Subsurface Wastewater Discharge Program
Each year Mainers generate LARGE amounts of wastewater. Wastewater produced by ordinary living uses, including liquid waste from toilets, washing machines, sinks, and other human origins is known as domestic wastewater. Most homeowners dispose of their domestic wastewater through their municipal wastewater treatment plant or in on-site septic systems.
Some businesses in Maine, however, produce wastewater that has constituents unlike those found in domestic wastewater or constituents of significantly higher strength than what would be found in domestic wastewater. This type of wastewater is known as non-domestic wastewater. Much of this wastewater is disposed of through DEP-licensed wastewater treatment facilities. But, some businesses -- either because of their location or the nature of their wastewater -- consider on-site, subsurface wastewater disposal.
If disposed of improperly, non-domestic wastewater has the potential to contaminate ground water. More than 60% of Mainers rely on ground water for some or all of their drinking water and that number rises to greater than 90% in rural areas. In addition to its use as drinking water, ground water feeds our lakes and help recharge our streams and rivers, particularly during dry periods. Preventing ground water contamination in vital to protecting the drinking water of Maine citizens and to maintaining the quality of our lakes, streams and rivers.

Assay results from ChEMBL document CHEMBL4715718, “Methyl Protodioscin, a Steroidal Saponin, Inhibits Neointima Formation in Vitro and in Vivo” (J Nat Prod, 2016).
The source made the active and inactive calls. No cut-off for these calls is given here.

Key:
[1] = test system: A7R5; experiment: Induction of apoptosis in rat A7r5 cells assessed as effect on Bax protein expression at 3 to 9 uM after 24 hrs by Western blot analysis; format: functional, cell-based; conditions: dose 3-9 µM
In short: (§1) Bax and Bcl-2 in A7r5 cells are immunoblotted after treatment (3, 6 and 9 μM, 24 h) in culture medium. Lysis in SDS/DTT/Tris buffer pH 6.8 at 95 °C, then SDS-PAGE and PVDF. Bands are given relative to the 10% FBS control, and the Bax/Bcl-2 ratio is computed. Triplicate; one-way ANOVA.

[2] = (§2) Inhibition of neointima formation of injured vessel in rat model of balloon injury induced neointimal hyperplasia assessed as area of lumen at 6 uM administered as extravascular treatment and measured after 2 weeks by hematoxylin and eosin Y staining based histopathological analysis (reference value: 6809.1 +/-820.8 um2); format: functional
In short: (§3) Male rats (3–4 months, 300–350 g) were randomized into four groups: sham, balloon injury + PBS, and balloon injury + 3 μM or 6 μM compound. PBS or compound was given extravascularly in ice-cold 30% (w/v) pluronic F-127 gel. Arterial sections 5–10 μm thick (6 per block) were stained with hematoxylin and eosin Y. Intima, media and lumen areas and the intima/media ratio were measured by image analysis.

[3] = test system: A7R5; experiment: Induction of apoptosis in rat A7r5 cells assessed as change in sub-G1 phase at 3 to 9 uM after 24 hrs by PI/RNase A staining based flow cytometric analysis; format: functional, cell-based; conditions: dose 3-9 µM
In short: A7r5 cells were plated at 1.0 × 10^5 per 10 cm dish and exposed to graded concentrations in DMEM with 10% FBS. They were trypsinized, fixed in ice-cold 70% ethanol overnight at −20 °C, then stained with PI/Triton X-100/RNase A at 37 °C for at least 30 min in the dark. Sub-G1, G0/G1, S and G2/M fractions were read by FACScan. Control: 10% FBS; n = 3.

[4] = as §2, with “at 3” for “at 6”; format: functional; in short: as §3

This website has been designed to be your first stop on the path to compliance.
- Questions about whether your particular waste stream is suitable for subsurface disposal or information on applying for a waste discharge license should be directed to Gregg Wood at 207-287-7693.
- Questions about floor drains, holding tanks, the UIC Program or registering your Class V well should be directed to Enid Mitnik.
The Department of Environmental Protection is responsible for licensing or otherwise regulating the subsurface disposal of non-domestic wastewater in Maine. The subsurface wastewater discharge program is a combination of activities related to ground water protection, including:
- Issuing waste discharge licenses for some types of subsurface wastewater disposal, such as the subsurface wastewater disposal of domestic wastewater by municipalities and the disposal of wastewater from automatic car washes, some food processors and public drinking water treatment filtration systems;
- Inspecting floor drain connections at automobile dealerships, repair garages and other gasoline- and diesel-engine repair facilities to ensure proper and legal floor drain connections; and
- Administering the Underground Injection Control (UIC) Program in Maine. The UIC Program, authorized by the Safe Drinking Water Act, requires owners of some types of subsurface wastewater disposal systems to register their systems with the Department of Environmental Protection.
Disposal of domestic wastewater (other than by a municipality) is regulated by the Department of Human Services, Wastewater and Plumbing Control Program and implemented at the municipal level by local code enforcement officers and site evaluators.